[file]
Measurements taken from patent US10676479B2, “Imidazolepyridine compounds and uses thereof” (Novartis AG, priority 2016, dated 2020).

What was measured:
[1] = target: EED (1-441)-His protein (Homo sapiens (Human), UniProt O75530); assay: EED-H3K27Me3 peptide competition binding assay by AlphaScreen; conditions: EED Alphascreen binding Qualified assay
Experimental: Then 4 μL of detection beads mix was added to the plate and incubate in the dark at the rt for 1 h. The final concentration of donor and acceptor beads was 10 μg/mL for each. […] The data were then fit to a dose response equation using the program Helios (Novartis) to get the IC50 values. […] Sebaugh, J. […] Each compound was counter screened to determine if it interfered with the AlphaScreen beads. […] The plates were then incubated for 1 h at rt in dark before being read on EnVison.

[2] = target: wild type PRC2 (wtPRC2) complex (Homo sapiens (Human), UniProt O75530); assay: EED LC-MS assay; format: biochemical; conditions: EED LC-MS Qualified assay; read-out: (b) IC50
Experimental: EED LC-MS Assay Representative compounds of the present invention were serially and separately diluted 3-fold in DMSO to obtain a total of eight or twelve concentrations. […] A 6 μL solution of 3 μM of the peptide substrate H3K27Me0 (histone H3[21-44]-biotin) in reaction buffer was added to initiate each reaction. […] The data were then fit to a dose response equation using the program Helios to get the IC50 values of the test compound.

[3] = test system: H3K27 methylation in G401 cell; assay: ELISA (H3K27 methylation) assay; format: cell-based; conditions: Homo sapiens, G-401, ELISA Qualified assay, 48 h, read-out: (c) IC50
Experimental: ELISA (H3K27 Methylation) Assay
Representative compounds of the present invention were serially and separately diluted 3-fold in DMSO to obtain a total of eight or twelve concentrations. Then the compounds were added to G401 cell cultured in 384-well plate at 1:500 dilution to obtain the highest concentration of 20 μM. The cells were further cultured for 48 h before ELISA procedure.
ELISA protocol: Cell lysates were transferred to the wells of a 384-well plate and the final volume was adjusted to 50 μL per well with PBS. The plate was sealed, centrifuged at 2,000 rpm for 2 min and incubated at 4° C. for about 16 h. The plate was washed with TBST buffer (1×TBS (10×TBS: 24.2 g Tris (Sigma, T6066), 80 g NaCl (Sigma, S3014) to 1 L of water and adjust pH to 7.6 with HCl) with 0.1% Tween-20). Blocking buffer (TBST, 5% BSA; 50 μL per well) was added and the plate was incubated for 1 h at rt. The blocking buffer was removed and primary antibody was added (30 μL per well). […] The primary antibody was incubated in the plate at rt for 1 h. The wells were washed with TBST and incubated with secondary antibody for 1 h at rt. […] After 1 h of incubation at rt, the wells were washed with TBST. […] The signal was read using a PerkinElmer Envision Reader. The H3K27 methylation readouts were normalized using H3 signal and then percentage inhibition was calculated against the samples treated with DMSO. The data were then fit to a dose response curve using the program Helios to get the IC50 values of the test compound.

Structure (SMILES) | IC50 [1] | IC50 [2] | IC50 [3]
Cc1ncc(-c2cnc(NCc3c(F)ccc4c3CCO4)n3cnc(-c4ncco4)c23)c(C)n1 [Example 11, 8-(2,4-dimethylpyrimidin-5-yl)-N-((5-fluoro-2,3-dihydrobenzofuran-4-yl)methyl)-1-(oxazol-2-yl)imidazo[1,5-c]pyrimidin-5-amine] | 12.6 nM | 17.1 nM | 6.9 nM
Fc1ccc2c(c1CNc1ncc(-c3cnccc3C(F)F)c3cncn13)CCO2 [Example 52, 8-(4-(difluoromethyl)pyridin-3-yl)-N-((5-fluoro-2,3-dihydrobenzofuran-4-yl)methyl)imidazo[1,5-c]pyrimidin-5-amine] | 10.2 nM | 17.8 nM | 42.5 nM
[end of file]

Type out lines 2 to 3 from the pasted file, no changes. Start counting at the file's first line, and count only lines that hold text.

What was measured:
[1] = target: EED (1-441)-His protein (Homo sapiens (Human), UniProt O75530); assay: EED-H3K27Me3 peptide competition binding assay by AlphaScreen; conditions: EED Alphascreen binding Qualified assay